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Toxicol Appl Pharmacol. 2013 Jan 15;266(2):298-306. doi: 10.1016/j.taap.2012.11.006. Epub 2012 Nov 17.

Nickel-regulated heart rate variability: the roles of oxidative stress and inflammation.

Author information

1
School of Respiratory Therapy, College of Medicine, Taipei Medical University, and Division of Pulmonary Medicine, Department of Internal Medicine, Shuang Ho Hospital, Taipei, Taiwan. r92841005@ntu.edu.tw

Abstract

Heart rate variability (HRV) has been reported to be a putative marker of cardiac autonomic imbalance caused by exposure to ambient particulate matter (PM). Our objective in this study was to determine the effects on HRV from exposure to nickel, an important chemical component of ambient PM that results in oxidative stress and inflammation. HRV data were collected for 72 h before lung exposure (baseline) and 72 h after intratracheal exposure (response) to nickel sulphate (NiSO(4); 526 μg) in Wistar Kyoto (WKY) and spontaneously hypertensive (SH) rats. The antioxidant N-acetyl-L-cysteine (NAC) and the anti-inflammatory celecoxib were intraperitoneally injected to examine post-exposure oxidative and inflammatory responses. Self-controlled experiments examined the effects of NiSO(4) exposure on average normal-to-normal intervals (ANN), natural logarithm-transformed standard deviation of the normal-to-normal intervals (LnSDNN) and root mean square of successive differences of adjacent normal-to-normal intervals (LnRMSSD); the resulting data were sequentially analysed using the generalised estimating equation model. HRV effects on NiSO(4)-exposed SH rats were greater than those on NiSO(4)-exposed WKY rats. After adjusted the HRV responses in the WKY rats as control, ANN and LnRMSSD were found to be quadratically increased over 72 h after exposure to NiSO(4). Both NAC and celecoxib mitigated the NiSO(4)-induced alterations in HRV during the exposure period. The results suggest that concurrent Ni-induced oxidative stress and inflammatory responses play important roles in regulating HRV. These findings help bridge the gap between epidemiological and clinical studies on the plausible mechanisms of the cardiovascular consequences induced by chemical components in ambient PM.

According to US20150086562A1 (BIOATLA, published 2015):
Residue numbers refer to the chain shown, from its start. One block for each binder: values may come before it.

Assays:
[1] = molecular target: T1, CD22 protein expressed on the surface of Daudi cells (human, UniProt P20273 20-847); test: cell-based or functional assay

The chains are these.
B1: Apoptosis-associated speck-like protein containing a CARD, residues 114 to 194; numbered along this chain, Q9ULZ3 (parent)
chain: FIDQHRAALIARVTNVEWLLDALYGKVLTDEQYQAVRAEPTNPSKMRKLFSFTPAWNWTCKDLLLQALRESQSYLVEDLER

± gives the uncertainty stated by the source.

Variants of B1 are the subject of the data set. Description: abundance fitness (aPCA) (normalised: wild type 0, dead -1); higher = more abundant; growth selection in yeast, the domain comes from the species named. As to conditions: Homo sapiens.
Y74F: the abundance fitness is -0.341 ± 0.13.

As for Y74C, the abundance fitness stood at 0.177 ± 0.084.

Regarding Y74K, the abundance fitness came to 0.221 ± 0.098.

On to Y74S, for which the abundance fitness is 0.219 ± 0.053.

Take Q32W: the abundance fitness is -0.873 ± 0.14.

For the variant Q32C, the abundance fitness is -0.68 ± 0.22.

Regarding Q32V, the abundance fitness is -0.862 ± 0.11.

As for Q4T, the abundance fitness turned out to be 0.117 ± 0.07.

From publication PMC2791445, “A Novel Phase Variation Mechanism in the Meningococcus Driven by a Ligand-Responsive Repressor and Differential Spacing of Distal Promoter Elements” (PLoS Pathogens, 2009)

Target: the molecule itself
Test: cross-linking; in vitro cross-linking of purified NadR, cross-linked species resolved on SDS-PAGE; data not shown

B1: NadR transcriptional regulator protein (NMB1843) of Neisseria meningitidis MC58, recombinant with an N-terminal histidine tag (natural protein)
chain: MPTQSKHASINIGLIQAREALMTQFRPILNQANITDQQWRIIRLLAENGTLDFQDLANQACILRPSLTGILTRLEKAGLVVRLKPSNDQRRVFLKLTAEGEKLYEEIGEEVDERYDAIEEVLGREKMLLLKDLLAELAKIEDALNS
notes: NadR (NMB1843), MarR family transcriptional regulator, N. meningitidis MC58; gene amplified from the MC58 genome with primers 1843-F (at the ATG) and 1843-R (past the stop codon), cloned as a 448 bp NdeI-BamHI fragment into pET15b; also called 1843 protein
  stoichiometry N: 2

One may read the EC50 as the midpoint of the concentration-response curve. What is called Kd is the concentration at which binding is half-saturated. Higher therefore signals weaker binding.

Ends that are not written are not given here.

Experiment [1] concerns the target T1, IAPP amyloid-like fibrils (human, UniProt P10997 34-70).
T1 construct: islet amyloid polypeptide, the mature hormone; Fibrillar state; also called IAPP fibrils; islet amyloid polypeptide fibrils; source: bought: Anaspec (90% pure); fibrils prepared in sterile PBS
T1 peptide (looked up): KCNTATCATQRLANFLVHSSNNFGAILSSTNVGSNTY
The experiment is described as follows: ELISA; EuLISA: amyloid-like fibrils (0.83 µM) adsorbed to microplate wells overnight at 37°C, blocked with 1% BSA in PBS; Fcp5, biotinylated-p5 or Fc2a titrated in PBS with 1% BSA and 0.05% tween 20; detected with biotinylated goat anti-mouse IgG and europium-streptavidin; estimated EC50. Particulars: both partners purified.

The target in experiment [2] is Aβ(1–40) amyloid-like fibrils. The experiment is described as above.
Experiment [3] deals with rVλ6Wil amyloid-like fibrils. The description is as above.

PMID:
23164665
DOI:
10.1016/j.taap.2012.11.006
[Indexed for MEDLINE]

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